This is the second time I’ve reviewed Titan souls. if you’d like to know what I thought of the luddum dare free version, click here.
This is a game in which a small, silent protagonist of unclear motivation wanders the ruins of a massive empty world, hunting down and dispatching a number of strange and improbable beasts to advance a plot they cannot fully comprehend. Whether or not you imagined the hero riding a horse is a good way of testing which classic I just described had a greater effect on you; “Dark Souls” or “Shadow of the Colossus”. Either way, if you liked them, there’s a good chance you’ll like this.
It doesn’t exactly try to hide its inspirations. I don’t know why they didn’t call it “Colossus Souls”, so pure is the mix between the two games. This is by no means a bad thing, considering if you’d proposed a 50/50 blend of “Shadow of the Colossus” and “Dark Souls” to me I’d bury your family in wealth. This, I should say, is not that. Neither was “Dragon’s Dogma”, the most popular contender to the title. I found it to be more 30/30 with a hefty 40% generic fantasy thrown on top, which just doesn’t mesh with the “dying world” theme I love so much. Titan Souls, thankfully, does.
Or, if not dying, largely vacated. Humans are nowhere to be found excepting a couple of notable bosses, and even they seem like magically mutated aberrations. In a clever bit of storytelling, one even has abilities that mirror your own, though of course theirs are somewhat more useful. The writing on the wall, etched in the blood of magical beasts reads something like “this is your fate.” There’s a real sense of doom, not just in your quarry but yourself as well. I particularly remember one colossus who told me, in no uncertain terms, that he was prepared for death, but now too ancient to move. I’m not going to tell you he was the hardest of all, emotional trauma ain’t got shit on twenty tonnes of pissed off seamonster, but it added a unique moment within the chaos of colossus combat.
At first you’ll die often, then, as you get used to it you’ll begin to only die regularly. With few exceptions the difficulty to each encounter lies mainly in figuring out what exactly is needed to dispatch each titan, and while “shoot it in the back” is the answer more than once, there’s easily enough interesting beasts to keep you searching. The boss variation is as good as you’d hope it would be, considering they’re the sole focus of the game, and fighting them is based entirely around a very simple collection of abilities. Your magic arrow is your only weapon, and launching it or summoning it back are your only abilities. It’s a simple formula, and the game works hard to make you use every drop of potential it possesses while keeping the rules persistent and intuitive. Attacking the beasts feels fraught, dangerous and, when you manage to succeed, triumphant.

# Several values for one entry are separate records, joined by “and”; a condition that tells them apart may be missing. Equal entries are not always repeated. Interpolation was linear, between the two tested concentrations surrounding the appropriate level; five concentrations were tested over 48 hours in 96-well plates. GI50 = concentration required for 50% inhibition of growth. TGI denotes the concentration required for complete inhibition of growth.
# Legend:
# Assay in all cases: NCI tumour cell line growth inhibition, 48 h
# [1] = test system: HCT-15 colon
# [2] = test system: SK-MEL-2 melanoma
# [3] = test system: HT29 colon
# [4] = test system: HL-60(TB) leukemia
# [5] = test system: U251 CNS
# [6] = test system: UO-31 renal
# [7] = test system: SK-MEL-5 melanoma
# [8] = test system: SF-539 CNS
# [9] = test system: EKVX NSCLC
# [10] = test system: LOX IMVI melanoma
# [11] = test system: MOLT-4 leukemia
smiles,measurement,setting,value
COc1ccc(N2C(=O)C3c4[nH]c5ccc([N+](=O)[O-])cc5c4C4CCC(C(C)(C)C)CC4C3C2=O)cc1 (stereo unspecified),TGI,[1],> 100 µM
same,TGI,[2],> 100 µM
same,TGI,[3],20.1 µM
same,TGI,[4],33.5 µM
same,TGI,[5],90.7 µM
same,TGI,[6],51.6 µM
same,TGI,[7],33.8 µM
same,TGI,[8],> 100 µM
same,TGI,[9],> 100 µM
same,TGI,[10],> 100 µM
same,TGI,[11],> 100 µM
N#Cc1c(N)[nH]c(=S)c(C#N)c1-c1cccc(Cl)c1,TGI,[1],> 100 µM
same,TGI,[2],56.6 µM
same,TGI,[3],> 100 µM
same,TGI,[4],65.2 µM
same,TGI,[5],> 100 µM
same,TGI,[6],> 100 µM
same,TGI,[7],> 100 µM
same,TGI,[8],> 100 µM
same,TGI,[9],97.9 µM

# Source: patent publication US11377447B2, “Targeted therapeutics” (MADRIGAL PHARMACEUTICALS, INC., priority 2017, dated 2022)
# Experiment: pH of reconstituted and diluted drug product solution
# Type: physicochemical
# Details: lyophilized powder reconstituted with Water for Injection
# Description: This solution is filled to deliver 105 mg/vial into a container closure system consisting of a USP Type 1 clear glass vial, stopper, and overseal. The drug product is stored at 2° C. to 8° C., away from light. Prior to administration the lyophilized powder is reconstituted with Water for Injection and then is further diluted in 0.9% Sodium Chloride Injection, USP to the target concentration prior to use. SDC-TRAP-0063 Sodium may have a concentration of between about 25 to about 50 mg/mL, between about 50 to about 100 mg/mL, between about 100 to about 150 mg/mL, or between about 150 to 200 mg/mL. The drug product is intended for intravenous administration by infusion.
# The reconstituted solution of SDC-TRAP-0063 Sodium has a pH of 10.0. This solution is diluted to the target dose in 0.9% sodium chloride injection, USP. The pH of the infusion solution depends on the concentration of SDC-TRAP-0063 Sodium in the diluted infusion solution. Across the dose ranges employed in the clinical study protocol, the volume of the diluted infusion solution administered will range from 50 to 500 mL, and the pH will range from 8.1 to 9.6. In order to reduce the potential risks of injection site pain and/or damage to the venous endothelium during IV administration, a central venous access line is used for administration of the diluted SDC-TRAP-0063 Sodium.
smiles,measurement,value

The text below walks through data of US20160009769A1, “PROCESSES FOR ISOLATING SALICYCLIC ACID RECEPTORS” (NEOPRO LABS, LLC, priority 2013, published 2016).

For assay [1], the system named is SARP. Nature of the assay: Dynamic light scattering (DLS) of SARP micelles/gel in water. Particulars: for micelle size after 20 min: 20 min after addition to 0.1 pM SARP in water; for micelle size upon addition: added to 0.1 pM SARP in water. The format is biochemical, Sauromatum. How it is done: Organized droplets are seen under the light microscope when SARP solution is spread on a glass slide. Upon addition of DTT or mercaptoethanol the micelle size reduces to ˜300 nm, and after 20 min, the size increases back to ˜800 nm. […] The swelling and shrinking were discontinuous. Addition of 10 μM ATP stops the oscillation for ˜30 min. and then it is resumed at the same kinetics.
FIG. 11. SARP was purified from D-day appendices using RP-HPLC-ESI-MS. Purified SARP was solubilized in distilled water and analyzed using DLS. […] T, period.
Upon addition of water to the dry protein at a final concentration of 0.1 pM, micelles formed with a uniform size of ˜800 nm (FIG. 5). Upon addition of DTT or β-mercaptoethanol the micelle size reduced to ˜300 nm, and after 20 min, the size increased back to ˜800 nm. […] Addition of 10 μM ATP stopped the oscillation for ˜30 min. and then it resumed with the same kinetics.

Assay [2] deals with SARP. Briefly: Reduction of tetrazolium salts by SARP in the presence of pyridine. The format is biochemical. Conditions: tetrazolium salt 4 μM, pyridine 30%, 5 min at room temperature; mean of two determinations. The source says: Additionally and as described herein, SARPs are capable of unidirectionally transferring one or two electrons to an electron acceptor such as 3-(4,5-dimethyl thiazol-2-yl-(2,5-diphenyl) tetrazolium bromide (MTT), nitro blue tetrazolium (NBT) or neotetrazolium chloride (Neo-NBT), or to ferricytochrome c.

I say attacking, because that’s precisely what you’re doing. This isn’t a game about self-defence. Each fight begins with you entering the lair of a beast that is massive, strange and totally disinterested in you and attacking it, which was my first clue that my actions weren’t entirely heroic. Essentially it works as a kind of endangered species hunting simulator, where you have to goad fantastical beasts into attacking you so you can claim self-defence. Perhaps fairly, these things have absolutely no problem obliterating your frail form with the kind of meaty “thunk” that would be considered satisfying if it weren’t happening to you. The feeling of impact is genuinely impressive, considering it’s rendered in chunk-o-vision, and whether the result of being crushed within the sweaty armpit of a yeti or becoming kebabed upon an arrow taller that your own body you feel properly obliterated. There will be bloodsplatter.
It all goes together to create a feeling of smallness. That same feeling of powerlessness that makes “Dark Souls” so satisfying, and I can see why the developer lists it as an inspiration. While being nowhere near as complex as “Dark Souls” the simplicity does nothing to detract from the feeling of disempowerment that makes both games so poignant and constantly asks the same question of your feeble character; what can one do against such reckless hate?
The answer, in both instances, is dodge roll/counter.
It’s a terrific achievement, and one that’s thankfully far easier to recommend than it is to complete.
On the first try, at least. You’ll get it eventually.Tags: game review, Luke M, Titan Souls
Categorised in: Video Games